To begin I want to hit you with some numbers. Did you know that 5 percent of the American population suffers from panic attacks? One in three of those people will develop agoraphobia. And women are three times more likely than men to suffer with this disorder.

Wow; those numbers are a lot higher than I had imagined they would be. Maybe that is because I used to suffer with panic attacks and I know the hardship they can bring. I also know that there is a certain stigma associated with admitting that there is anything wrong with you that may relate to the brain in some way.

My background is in nursing; psychiatric nursing to be exact. And many times as I drove along the interstate to the hospital I found myself experiencing a panic attack. I would be forced to pull my car over to the curb and wait the attack out.

If you have never experienced a panic or anxiety attack then you will not relate to what I am saying. But if you have you will certainly understand. I could be driving along having a nice thought, singing along with the radio, when suddenly; out of nowhere I would be completely overwhelmed by an intense sense of dread.

I would initially begin back-tracking in my mind, wondering irrelevant things like, did I turn the iron off, are my kids okay, or, when is the last time I did this or that, but the feelings of dread would steadily increase. I would soon realize the dread was not related to any of those things but I could not stop it.

You see, it does not matter that the fear and dread do not make sense; what does matter is that the sufferer feels the dread and fear. And the body responds to that fear just as it would any other fear.

The Fight or Flight Response begins. Your heart begins pounding and it becomes difficult to breathe. There is a strong desire to escape from where you are; after all, you are in danger. You have feelings and fears of losing complete control, even of going crazy.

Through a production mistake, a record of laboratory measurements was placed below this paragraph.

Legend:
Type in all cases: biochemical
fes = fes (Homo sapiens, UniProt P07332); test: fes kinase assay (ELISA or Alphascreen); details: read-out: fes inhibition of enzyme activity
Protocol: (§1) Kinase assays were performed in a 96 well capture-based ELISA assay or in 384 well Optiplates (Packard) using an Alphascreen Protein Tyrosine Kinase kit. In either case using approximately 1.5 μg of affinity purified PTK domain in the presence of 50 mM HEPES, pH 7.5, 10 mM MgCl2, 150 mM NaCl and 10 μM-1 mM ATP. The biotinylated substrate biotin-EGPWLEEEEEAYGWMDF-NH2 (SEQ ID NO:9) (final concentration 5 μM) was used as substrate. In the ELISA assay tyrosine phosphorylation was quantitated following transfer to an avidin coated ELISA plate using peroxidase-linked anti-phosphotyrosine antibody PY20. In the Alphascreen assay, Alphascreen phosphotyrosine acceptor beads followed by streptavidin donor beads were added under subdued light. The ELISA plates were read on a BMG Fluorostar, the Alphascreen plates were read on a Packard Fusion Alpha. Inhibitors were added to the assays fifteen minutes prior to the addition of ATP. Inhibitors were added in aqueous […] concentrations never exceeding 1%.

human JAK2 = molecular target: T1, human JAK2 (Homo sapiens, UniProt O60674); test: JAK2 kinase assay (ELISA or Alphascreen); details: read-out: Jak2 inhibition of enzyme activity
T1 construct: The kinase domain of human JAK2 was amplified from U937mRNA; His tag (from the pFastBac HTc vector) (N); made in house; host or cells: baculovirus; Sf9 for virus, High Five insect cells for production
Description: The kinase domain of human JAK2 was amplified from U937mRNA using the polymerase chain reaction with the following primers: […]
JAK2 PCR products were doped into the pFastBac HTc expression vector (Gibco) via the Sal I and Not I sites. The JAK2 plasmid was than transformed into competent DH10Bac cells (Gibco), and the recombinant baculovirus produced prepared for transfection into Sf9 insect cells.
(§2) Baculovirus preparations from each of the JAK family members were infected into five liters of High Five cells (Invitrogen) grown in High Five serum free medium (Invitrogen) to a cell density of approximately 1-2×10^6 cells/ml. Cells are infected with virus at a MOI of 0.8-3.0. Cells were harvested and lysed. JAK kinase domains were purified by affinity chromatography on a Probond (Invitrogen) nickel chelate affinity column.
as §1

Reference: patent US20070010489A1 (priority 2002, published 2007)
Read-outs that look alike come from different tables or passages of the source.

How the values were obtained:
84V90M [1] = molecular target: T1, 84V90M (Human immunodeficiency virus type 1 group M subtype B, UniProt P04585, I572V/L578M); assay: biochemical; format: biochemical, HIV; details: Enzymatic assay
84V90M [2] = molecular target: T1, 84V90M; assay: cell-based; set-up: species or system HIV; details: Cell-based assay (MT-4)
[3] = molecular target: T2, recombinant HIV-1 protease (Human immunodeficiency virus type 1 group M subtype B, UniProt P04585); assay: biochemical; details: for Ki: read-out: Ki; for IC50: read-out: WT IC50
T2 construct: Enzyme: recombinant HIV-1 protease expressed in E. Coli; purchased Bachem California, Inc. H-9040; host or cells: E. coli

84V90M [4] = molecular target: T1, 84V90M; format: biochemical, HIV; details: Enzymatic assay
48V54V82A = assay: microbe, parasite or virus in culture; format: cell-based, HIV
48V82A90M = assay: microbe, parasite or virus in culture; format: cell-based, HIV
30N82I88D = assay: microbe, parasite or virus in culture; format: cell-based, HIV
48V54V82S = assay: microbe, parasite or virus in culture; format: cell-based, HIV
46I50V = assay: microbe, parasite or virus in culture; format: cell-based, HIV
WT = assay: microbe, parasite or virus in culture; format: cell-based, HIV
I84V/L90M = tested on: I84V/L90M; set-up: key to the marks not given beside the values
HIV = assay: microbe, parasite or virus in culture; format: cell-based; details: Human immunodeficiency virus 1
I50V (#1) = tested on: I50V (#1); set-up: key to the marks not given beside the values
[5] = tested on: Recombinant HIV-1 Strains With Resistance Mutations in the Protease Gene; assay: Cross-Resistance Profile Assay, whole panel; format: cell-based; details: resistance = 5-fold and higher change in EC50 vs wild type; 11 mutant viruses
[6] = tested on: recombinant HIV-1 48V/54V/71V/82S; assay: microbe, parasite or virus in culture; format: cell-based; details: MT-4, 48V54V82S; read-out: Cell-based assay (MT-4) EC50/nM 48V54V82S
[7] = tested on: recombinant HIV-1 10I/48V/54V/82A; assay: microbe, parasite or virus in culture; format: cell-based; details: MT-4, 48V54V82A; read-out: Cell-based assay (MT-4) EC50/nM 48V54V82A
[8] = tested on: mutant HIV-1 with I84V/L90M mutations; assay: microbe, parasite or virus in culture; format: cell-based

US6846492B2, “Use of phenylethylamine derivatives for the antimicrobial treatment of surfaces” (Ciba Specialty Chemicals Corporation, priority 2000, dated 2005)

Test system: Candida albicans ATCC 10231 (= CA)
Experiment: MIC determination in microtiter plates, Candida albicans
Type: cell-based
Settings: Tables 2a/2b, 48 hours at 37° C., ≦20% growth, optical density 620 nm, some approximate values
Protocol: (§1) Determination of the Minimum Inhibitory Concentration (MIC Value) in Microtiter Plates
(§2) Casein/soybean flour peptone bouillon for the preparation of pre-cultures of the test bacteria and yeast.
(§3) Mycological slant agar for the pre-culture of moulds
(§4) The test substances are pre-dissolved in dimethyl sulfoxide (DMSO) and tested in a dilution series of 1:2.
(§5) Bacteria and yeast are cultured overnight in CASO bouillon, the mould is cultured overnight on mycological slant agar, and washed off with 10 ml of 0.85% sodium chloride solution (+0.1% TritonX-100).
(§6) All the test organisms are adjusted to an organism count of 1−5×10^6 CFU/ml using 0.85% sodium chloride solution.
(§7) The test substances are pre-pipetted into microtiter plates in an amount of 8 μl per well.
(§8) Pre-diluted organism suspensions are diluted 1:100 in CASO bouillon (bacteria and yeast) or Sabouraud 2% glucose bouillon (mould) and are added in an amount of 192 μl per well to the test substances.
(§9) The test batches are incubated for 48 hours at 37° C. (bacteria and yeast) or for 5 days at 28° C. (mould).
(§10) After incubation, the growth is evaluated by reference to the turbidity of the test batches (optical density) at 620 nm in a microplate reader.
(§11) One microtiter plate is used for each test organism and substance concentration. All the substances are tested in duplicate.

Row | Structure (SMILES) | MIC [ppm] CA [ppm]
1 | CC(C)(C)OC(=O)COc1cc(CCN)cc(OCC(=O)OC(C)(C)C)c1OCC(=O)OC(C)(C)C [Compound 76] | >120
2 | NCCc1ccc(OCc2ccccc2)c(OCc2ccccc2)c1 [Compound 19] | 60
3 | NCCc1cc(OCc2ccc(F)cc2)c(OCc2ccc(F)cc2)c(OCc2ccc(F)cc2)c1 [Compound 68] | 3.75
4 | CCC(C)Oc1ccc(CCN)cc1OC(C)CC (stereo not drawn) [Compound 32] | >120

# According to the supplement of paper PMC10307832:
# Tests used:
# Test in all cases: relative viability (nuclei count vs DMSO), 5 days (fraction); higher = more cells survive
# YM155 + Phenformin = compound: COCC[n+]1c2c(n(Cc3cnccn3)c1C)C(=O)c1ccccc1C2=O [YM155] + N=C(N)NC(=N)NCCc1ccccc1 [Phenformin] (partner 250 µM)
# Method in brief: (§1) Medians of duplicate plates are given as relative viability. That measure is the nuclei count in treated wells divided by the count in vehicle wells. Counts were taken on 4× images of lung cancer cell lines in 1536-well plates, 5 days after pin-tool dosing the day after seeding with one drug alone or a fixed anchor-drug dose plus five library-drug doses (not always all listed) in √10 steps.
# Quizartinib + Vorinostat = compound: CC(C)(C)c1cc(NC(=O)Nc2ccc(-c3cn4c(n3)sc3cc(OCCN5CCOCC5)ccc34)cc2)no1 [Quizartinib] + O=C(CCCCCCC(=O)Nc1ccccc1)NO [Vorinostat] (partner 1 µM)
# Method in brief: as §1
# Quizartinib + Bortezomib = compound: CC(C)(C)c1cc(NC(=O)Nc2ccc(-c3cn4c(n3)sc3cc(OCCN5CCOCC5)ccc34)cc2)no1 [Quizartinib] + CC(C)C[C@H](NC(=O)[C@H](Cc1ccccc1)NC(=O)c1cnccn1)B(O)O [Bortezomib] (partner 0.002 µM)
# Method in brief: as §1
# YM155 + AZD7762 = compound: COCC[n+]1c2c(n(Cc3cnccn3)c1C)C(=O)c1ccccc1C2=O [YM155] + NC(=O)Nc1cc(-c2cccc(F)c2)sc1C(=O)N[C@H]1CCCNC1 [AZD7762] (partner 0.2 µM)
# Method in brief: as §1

Okay, I admit it, that describes my panic attacks…but some people suffer more intensely and some have attacks that are not quite as severe. Mine were bad enough to impact on my life. I learned to avoid certain situations. However, I did not become agoraphobic.

I can easily see how the pattern can begin and continue, with the panic attack sufferer feeling increasingly safer at home and thus staying at home more and more, until eventually he/she rarely leaves the house. How sad for them. Depression can be another obvious consequence of this anxiety disorder.

The good news is there are techniques available to help sufferers end the misfortune they have been dealing with. If you suffer from panic or anxiety attacks, or even if you have reached the point of staying at home (agoraphobia), do not give up, you can get the help you need and take control of your life; live it to the max!

If you’re looking for a way to finally rid yourself of the life destroying symptoms of panic and anxiety disorder, visit stop panic attacks. Uncover the truth about anxiety and stop panic attacks that multibillion dollar drug companies don’t want you to find out… and learn how to stop panic attacks and anxiety attacks naturally, for good. Check out this site: stop panic attacks.

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